Steinmetz sets standard as first Orthodox Jew selected at MLB Draft

Jul 14, 2021 | Jews in Sports

Jacob Steinmetz made history this week after becoming the first known Orthodox Jew to be selected in the Major League Draft when the Long Island native went in the third round, 77th overall to the Arizona Diamondbacks.

“I’m very excited to get to work and looking forward to the future,” Steinmetz said after being drafted.
The right-handed flamethrower from Woodmere attended the Hebrew Academy of Five Towns and Rockaway (HAFTR) and while he is slated to head to Fordham College following high school he still may sign with the Diamondbacks and begin his professional career. This past year also saw Steinmetz hone his trade at the Elev8 Baseball Academy in Delray Beach, Florida where he was able to sharpen his skills while also raising his draft stock.
Steinmetz still has a long way to go until joining the likes of Max Fried, Alex Bregman and Joc Pederson, but being drafted moves him one step closer to his ultimate goal of one day taking to the mound of a Major League park.
Having been ranked at #121 by, Steinmetz is said to have high quality pitches in his fastball and curve while throwing the former between 90-94 mph. The belief is that as he continues to grow the velocity will increase as well. Scouts are impressed with his delivery and think that he will be able to consistently find the strike zone with more reps and instruction.
At 6-5, 220-pound Steinmetz is an imposing presence for any batter to face and heading to a Division One college will continue to allow him to develop his pitching skills. It was when he had his growth spurt that the realization that the goal of being a Division I athlete was a possibility as his confidence grew.

“I had a pretty good growth spurt in between ninth and tenth grades,” explained Steinmetz. “As tenth grade progressed I was pretty confident in myself and just growing and getting stronger naturally definitely gave me a good boost. Once I had that it pushed myself to start working harder.”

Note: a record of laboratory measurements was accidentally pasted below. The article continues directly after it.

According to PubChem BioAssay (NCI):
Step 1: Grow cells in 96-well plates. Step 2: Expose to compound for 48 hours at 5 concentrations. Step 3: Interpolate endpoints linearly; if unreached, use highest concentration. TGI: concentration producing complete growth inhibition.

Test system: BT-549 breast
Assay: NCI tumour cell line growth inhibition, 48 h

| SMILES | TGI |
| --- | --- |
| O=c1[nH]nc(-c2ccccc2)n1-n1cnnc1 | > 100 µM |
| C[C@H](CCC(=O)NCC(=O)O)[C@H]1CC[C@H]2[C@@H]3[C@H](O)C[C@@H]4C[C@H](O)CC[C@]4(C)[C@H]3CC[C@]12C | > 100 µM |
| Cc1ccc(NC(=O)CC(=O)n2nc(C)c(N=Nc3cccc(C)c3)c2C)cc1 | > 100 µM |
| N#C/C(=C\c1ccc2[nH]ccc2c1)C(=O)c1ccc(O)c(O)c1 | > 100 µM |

Steinmetz played during the summer on travel teams which allowed him to get the attention of colleges along the way and that’s exactly how he landed up in the Bronx based school.
“The Fordham coach came to see me a bunch of times and then he gave me an offer for a scholarship after I went to another one of the camps and then I accepted it. I wanted to stay close to home, it’s an hour away from my house and that was definitely helpful. It seemed like it’s a great academic school, good athletic program, good baseball program that just won a conference here before. I love the coaches, the facilities. You’re able to get a campus feel there, even though it’s still in the city.”
Being an Orthodox Jew brings along a number of challenges and for athletes, those challenges perhaps will be even greater than for the average person.
Tamir Goodman the “Jewish Jordan” was one of the most famous observant Jews to play at a Division I basketball program when he plied his trade at Towson University back in 2000. Goodman was originally headed to Maryland University but the opportunity fell through due to his faith with games being played on the Sabbath which falls out on Friday nights and Saturdays.
While keeping kosher, praying three times a day and following the many rituals and customs are in itself something out of the ordinary, observing the Sabbath takes Judaism to an entirely different level of responsibility where one can’t drive or even use electricity.  

“I don’t know if it’s a personal responsibility as much as it is a cool experience. I know for myself now that I’m one of, if not the only Orthodox Jew to be at this stage in baseball, or at the stage in a baseball career where there are D1 offers while also talking to MLB scouts. So it’s just cool for me that I’m able to realize I’m one of, if not the only one and hopefully leading a path for other people.”

“As for the Sabbath, that’s something that I talk to my parents about a lot. For Fordham that was one of the other things that went into it. They weren’t obviously able to guarantee it, but they told me that they would do everything that they could for me to be able to work it out. I’d maybe have to stay in a hotel on Friday and then walk to the fields if it’s not too far then bike to the fields. With Kosher food, they said they’d figure out getting it for me which was great, so that definitely helped out with that choice.”

Also at the MLB Draft a second Orthodox Jewish Player in Elie Kligman from Nevada was selected by the Washington Nationals with the 593rd pick in the 20th round.

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